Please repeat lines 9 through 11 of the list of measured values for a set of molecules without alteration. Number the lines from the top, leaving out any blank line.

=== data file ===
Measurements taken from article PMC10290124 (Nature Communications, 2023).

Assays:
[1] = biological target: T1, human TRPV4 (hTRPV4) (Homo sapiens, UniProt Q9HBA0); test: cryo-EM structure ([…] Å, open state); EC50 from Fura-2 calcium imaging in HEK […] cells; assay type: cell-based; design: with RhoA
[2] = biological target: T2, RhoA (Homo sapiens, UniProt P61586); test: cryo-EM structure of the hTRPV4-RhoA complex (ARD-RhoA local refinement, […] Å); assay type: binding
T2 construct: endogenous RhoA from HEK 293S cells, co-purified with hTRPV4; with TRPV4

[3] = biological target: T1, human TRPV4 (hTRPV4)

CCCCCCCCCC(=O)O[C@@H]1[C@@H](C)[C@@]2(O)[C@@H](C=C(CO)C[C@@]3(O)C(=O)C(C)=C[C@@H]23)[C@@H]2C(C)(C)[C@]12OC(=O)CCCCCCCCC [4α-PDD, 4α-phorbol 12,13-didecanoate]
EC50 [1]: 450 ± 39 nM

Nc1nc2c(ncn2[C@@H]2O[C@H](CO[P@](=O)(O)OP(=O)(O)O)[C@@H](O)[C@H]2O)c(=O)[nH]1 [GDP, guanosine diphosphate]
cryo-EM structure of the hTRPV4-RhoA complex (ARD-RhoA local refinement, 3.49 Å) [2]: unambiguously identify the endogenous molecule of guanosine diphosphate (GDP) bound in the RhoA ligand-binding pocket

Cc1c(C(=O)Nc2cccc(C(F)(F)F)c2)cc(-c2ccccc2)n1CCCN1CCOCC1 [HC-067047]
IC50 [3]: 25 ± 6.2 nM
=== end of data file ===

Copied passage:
Nc1nc2c(ncn2[C@@H]2O[C@H](CO[P@](=O)(O)OP(=O)(O)O)[C@@H](O)[C@H]2O)c(=O)[nH]1 [GDP, guanosine diphosphate]
cryo-EM structure of the hTRPV4-RhoA complex (ARD-RhoA local refinement, 3.49 Å) [2]: unambiguously identify the endogenous molecule of guanosine diphosphate (GDP) bound in the RhoA ligand-binding pocket

Cc1c(C(=O)Nc2cccc(C(F)(F)F)c2)cc(-c2ccccc2)n1CCCN1CCOCC1 [HC-067047]